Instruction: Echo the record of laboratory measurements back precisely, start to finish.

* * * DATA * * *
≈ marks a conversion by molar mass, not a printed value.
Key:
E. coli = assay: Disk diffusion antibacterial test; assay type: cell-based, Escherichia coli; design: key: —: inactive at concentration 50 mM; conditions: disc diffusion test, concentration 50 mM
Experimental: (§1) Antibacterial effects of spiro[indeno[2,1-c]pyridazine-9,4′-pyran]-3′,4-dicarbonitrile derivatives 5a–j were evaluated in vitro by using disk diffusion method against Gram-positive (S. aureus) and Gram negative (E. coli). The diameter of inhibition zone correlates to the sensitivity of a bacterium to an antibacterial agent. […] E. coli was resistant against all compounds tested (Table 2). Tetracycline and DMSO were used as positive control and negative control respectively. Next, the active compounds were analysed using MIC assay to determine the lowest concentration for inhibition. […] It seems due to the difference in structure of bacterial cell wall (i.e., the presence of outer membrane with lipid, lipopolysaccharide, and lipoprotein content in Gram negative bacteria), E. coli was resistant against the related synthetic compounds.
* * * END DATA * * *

≈ marks a conversion by molar mass, not a printed value.
Key:
E. coli = assay: Disk diffusion antibacterial test; assay type: cell-based, Escherichia coli; design: key: —: inactive at concentration 50 mM; conditions: disc diffusion test, concentration 50 mM
Experimental: (§1) Antibacterial effects of spiro[indeno[2,1-c]pyridazine-9,4′-pyran]-3′,4-dicarbonitrile derivatives 5a–j were evaluated in vitro by using disk diffusion method against Gram-positive (S. aureus) and Gram negative (E. coli). The diameter of inhibition zone correlates to the sensitivity of a bacterium to an antibacterial agent. […] E. coli was resistant against all compounds tested (Table 2). Tetracycline and DMSO were used as positive control and negative control respectively. Next, the active compounds were analysed using MIC assay to determine the lowest concentration for inhibition. […] It seems due to the difference in structure of bacterial cell wall (i.e., the presence of outer membrane with lipid, lipopolysaccharide, and lipoprotein content in Gram negative bacteria), E. coli was resistant against the related synthetic compounds.